As statisticians have known for some time, mean and standard deviation ARE a better way of describing “level of control” … but are less easily conveyed than something like Time In Range. After all, many endos continue to focus on A1C … despite deficiencies in that number.

I continue to be amazed by the level of control demonstrated by many of you on this forum. Bravo!!!


Hi John,

Thanks for the correction on Fred Gwynne.

Re: your example. I agree the first day was better but you could tell that by looking at either Ave BG or STD deviation as both would be higher on the second day but T-I-R might be the same. Same as if you were out of range 100%. They would both be 0% T-I-R in range but you couldn’t tell which day was better or worse looking at T-I-R.

I spend more attn to Std Dev because if my BG ave was the same both days and I was 100% T-I-R both days, then STD Dev tells me I had tighter control if the number was lower one day versus the other.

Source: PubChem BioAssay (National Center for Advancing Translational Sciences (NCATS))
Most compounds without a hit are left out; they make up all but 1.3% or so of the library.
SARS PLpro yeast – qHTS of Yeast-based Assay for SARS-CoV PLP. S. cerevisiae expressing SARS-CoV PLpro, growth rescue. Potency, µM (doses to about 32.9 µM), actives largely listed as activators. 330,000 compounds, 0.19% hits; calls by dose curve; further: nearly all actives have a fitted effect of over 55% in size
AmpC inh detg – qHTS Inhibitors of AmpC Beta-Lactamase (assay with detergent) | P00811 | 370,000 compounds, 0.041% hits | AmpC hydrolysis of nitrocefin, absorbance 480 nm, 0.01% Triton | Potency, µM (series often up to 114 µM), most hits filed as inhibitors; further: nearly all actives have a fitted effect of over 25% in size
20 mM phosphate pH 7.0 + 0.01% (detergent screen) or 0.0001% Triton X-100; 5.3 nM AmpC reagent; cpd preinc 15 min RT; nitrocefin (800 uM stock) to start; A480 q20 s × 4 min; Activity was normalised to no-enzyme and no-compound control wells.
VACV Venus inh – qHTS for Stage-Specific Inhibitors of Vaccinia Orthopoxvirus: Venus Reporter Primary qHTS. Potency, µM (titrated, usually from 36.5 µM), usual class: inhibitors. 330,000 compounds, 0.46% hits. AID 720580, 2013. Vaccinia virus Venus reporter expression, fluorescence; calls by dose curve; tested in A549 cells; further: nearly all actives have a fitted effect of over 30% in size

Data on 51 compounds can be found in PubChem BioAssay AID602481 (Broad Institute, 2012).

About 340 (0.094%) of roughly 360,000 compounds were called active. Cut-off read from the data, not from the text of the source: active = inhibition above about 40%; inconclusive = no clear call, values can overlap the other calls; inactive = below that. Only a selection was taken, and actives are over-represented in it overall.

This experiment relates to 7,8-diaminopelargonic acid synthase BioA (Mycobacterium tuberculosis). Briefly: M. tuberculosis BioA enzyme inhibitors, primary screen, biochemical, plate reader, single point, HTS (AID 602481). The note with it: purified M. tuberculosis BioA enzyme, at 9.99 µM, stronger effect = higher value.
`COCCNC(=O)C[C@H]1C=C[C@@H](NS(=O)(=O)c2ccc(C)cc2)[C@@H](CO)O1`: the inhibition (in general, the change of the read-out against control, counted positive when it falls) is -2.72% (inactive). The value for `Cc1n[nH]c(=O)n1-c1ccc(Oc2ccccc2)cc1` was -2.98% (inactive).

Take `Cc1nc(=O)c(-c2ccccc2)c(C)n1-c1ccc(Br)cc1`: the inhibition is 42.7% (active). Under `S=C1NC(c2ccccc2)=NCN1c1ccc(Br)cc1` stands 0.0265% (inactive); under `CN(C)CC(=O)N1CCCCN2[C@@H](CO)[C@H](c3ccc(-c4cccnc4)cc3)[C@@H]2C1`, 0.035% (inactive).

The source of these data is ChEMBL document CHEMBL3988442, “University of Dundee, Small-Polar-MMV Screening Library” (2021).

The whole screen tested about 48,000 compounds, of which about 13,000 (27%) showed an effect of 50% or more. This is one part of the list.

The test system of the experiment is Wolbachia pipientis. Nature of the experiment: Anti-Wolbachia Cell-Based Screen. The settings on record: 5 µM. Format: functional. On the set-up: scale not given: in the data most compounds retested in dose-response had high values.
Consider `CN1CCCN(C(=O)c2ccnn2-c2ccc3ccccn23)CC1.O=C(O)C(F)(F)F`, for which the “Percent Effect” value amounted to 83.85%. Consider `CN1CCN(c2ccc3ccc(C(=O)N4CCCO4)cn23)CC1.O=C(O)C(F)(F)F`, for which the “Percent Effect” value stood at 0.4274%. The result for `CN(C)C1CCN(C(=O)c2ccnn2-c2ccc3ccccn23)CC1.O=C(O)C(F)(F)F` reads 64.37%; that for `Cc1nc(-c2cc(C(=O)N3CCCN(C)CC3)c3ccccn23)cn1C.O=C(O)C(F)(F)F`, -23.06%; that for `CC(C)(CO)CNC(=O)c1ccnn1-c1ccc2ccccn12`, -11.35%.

I would say the Std Dev may be preferred by those who have tight control and T-I-R may be preferred by those whose control is not as tight despite their best efforts. I just wanted people to know that T-I-R has its limitations.

The Standard Deviation of a constant (a value that does not change) is equal to zero (the deviations of its spread is zero).

Hence if your blood glucose was always the same you’d have a SD of zero.

Okay, thanks

The International Consensus on TIR allows for customization. For TIR, I use 65/140. I abuse target range in my pump at 90-95 depending on time of day, using it as the aim point for bolus insulin. Alerts at 75 and 120 as guard rails.